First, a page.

She is ten years younger and has helped me understand the balance my own sisters have had to navigate between being mother, sister and friend to a much younger sibling, when all I really wanted was for them to be sisters. Funny, after my mom died I felt grateful for the imbalance. Let them be mothers, I thought, even as, for once, I felt most close to them as sisters. And yet, by lack of blood I suppose, I’ve done a better job giving priority to friendship over mothering to r.

Yesterday I said goodbye to my friend. We are polar opposites and, equally, we share experiences as I have never shared with any other friend. My first Indo-American friend. It sounds like a Barbie I purchased.

We said goodbye over weeks and days. Gradually. We were supposed to eat breakfast yesterday, but the date got boggled, and breakfast was quick. After, r. and our friend z. followed me to my hair appointment with coffee. I sat with dye drenching my hair, and we played a game: What will you miss about one another?

Of r., z. said, “laughter. The constant presence of laughter when I’m with r.” And it could not be truer – r. brings about laughter – not because she is so comedic, but because she makes you pay attention to the levity of any given situation. I answered that I would miss the distinct bear-sound that rises from r.’s gut and out of her throat when she is expressing frustration. A sound that makes me laugh aloud the second it emerges.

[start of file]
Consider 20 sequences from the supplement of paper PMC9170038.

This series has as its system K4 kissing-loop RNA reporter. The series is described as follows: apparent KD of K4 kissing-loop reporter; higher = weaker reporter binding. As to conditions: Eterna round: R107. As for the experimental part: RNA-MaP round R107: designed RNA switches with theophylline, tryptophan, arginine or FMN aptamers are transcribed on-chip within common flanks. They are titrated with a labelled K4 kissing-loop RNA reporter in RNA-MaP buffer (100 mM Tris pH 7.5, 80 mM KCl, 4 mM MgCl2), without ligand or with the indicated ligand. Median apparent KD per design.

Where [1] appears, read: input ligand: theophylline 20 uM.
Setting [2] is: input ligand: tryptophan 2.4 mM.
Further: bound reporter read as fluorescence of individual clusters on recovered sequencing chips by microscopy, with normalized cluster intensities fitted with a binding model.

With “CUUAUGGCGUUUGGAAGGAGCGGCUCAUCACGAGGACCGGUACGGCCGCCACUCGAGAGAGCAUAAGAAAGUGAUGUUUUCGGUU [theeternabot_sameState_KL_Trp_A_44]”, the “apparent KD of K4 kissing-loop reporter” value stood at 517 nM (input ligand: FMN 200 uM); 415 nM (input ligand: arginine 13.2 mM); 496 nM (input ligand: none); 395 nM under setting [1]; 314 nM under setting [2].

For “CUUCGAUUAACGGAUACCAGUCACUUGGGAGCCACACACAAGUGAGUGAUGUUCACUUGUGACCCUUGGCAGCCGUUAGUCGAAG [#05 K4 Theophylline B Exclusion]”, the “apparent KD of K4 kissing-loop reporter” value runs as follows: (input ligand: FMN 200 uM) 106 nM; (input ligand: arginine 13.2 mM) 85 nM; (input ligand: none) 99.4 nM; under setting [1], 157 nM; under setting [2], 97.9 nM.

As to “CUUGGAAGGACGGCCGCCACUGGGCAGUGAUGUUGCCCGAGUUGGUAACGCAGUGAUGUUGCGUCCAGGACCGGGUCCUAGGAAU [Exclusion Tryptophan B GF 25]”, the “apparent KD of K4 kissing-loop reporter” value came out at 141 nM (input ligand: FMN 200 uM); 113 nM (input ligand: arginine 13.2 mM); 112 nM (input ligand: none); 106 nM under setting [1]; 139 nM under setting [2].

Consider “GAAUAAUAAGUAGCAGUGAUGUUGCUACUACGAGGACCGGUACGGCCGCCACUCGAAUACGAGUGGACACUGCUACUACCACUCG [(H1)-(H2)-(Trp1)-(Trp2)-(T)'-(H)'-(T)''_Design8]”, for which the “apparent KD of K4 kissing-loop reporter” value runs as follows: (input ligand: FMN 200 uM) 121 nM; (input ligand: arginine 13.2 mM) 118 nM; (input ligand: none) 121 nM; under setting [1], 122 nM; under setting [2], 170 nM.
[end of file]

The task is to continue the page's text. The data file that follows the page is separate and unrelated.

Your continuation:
Of z. I said, “the way she precisely and subtly navigates between complete business-like seriousness and the most unassuming and unpredictable humor – so much so that when she makes a joke, immediately, I take her seriously. Just as I begin to ask aloud a question about whatever comment she’s made, it strikes me that she has joked. And I laugh and laugh and laugh at the perfect delivery of her perfectly dry, yet absurd wit.” Of z., r. said, “the way she takes care of me.”

Of me, r. said, “her really long stories. Because it makes me feel better about my own.” And z. said of me, “there’s something that is not in your words, but in your physical presence, a quietude that impacts a situation.”

There were drinks on Monday night. A light and jovial gathering at a bar where r.'s friends filled the jukebox with dollars. On Tuesday, there was a walk r. and I took to the ginkgo tree at the Old State Capital and an impromptu private tour of the inside – discovering the illusion presented by a stain glass dome we usually view from below – this time we found ourselves privilege to the restricted fourth floor, standing above the dome, noting how much it looked like a theatrical set design. We even got to walk out on the roof and look out over the river. This was followed by a low key and brief dinner sitting on the patio of Chelsea’s CafĂ© while evening cool set in and mosquitoes bit. And on Wednesday, the frantic breakfast and the gathering at a hair salon.